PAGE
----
There are two primary movements involved in this exercise: hip flexion and shoulder hyperextension.
Hip flexion is performed by the gluteals and hamstrings, with the spine being supported isometrically by the erector spinae. Relative weakness of the gluteals is common, but highly unlikely to inhibit the performance of this exercise entirely.
Shoulder hyperextension is initiated by the latissimus dorsi, teres major, triceps brachii (long head), and posterior deltoid, with the medial and lateral heads of the triceps assisting the long head in stabilising the arms in a straightened position. The trapezius further enables the posture by ensuring that the shoulder girdle is and remains retracted. However, in the latter part of the movement, all of the shoulder extensors—the latissimus dorsi, teres major, posterior deltoid, and the long head of triceps—approach the end of the range in which they can effectively develop tension. And this means that further shoulder hyperextension can only occur passively, driven entirely by hip extension, and supported by the two single-joint triceps.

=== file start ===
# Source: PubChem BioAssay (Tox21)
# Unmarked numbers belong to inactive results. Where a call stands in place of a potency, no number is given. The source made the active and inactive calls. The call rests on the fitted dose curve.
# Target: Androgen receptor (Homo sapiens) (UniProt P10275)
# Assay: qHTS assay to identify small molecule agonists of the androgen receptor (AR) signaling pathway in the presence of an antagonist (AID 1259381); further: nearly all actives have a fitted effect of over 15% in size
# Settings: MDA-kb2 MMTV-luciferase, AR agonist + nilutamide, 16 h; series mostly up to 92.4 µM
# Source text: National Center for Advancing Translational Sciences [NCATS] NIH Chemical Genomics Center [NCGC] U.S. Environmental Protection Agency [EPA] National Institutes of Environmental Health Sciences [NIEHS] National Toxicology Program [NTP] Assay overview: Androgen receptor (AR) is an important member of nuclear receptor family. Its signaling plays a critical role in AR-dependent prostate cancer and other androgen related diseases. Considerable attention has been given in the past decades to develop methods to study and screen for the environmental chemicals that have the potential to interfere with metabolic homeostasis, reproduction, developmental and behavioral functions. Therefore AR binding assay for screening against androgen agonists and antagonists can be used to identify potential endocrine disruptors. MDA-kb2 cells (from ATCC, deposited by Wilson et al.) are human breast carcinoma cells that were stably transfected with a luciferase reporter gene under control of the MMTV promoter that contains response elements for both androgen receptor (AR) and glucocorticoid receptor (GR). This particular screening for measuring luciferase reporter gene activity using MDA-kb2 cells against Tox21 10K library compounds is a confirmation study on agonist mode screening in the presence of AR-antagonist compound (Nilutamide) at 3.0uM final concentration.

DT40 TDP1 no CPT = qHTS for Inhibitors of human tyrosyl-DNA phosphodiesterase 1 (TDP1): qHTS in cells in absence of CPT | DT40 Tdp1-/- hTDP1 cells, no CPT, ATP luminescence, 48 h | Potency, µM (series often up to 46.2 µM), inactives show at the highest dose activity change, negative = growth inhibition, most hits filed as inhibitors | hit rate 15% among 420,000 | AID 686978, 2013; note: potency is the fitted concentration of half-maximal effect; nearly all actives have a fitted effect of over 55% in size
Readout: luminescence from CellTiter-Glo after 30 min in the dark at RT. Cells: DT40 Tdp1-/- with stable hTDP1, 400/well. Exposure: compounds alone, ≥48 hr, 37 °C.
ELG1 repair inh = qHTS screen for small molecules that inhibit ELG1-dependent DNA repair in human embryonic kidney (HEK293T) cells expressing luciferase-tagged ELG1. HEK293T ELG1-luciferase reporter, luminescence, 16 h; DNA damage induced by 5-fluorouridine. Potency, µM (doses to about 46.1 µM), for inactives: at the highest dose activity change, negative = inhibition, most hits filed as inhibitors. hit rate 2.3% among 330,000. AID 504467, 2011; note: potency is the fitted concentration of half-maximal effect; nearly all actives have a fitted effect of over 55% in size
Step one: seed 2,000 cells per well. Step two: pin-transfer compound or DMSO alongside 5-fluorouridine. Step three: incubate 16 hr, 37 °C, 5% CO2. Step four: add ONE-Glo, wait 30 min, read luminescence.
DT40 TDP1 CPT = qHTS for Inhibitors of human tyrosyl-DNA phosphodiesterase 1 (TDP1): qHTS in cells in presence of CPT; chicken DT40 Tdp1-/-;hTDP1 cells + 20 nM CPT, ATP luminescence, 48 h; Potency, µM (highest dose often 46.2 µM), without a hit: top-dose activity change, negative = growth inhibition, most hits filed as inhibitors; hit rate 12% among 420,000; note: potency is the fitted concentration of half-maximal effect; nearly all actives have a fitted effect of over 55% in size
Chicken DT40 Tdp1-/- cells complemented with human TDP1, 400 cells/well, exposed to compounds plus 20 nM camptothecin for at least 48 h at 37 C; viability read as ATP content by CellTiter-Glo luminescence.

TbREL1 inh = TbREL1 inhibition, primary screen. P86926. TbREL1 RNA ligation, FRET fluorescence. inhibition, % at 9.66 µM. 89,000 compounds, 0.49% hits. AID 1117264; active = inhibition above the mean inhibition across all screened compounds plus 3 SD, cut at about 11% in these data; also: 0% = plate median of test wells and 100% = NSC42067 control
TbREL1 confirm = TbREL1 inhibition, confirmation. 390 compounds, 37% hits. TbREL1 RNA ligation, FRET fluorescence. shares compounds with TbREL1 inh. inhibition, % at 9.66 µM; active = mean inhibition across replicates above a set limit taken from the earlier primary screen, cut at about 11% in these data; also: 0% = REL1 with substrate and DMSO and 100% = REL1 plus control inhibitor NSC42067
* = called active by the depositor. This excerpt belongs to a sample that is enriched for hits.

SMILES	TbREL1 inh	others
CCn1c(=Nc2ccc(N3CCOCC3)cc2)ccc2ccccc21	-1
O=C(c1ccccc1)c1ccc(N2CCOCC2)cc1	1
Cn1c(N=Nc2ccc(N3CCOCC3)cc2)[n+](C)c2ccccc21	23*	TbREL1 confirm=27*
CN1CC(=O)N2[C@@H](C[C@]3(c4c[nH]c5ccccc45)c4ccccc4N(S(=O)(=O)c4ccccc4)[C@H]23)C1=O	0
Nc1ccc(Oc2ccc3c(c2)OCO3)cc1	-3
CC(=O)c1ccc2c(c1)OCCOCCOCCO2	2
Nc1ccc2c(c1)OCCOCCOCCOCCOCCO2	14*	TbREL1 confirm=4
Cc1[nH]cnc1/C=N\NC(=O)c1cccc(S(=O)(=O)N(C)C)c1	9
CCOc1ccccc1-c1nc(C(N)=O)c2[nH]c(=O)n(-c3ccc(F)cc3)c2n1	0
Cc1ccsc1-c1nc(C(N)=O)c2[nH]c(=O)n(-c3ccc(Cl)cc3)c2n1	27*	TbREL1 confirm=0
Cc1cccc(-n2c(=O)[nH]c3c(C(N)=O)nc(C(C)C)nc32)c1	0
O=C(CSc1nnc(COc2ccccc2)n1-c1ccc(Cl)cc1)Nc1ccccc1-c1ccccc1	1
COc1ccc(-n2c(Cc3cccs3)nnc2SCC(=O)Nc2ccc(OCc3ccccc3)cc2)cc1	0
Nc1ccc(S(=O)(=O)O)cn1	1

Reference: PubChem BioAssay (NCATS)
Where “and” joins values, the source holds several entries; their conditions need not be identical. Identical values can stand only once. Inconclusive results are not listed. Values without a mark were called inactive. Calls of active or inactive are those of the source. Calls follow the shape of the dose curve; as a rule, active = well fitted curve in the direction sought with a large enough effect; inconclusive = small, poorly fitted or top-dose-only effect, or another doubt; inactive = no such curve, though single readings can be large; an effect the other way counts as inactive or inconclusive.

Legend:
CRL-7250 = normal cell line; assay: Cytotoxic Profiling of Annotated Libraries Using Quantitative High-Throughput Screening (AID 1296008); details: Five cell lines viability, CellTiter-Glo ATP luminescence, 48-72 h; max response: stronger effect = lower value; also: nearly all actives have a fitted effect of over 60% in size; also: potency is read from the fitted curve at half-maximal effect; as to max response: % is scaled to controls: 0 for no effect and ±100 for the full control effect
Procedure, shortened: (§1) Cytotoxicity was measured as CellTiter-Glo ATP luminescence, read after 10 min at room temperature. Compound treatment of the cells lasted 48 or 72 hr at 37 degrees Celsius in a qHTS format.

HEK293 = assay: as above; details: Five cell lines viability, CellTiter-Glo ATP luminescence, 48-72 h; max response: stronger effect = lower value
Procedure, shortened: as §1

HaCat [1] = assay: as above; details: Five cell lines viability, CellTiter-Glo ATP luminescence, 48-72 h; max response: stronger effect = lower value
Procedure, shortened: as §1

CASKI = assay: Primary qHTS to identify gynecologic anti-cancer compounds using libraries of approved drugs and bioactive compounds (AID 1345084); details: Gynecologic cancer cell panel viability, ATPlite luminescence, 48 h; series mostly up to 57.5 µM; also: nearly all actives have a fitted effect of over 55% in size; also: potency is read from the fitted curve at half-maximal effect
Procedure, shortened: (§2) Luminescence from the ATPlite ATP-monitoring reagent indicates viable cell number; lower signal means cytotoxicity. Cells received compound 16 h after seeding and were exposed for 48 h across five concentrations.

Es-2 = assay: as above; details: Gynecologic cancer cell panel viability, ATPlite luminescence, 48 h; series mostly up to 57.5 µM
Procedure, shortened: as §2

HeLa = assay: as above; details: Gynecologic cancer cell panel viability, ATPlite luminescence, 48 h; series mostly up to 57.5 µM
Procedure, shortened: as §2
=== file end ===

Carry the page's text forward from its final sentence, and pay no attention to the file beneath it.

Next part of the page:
Thus, the limiting factor here, as you surmised, is most likely the triceps brachii—specifically, the strength of the medial and lateral heads. They are required not only to extend the elbows under your weight, but to do so resisting the horizontal component of your weight force which cannot be resisted by the shoulder extensors.
The solution, therefore, is to strengthen the medial and lateral heads of the triceps. This should be done performing a combination of both compound (e.g. close-grip or ace-of-spade push-ups) and isolation (e.g. push-down) exercises. And of course it would only help to supplement those with exercises for the posterior chain, which might very well include ‘Short Bridges’.
In terms of body-weight exercises, bench dips would be a good choice since they approximate the joint angle of the shoulders (i.e. hyperextended). And there are a number of variations—bent-, straight-, and raised-leg—which would offer a nice progression. However, the load of bench dips is ultimately limited by the fact that the legs are supported. It is worth remembering, therefore, that it is not necessary to isolate the medial and lateral heads, but only to train them. A regular dip from parallel or diverging bars solves this problem by giving us the full weight of our body to work with.
I hope that is helpful.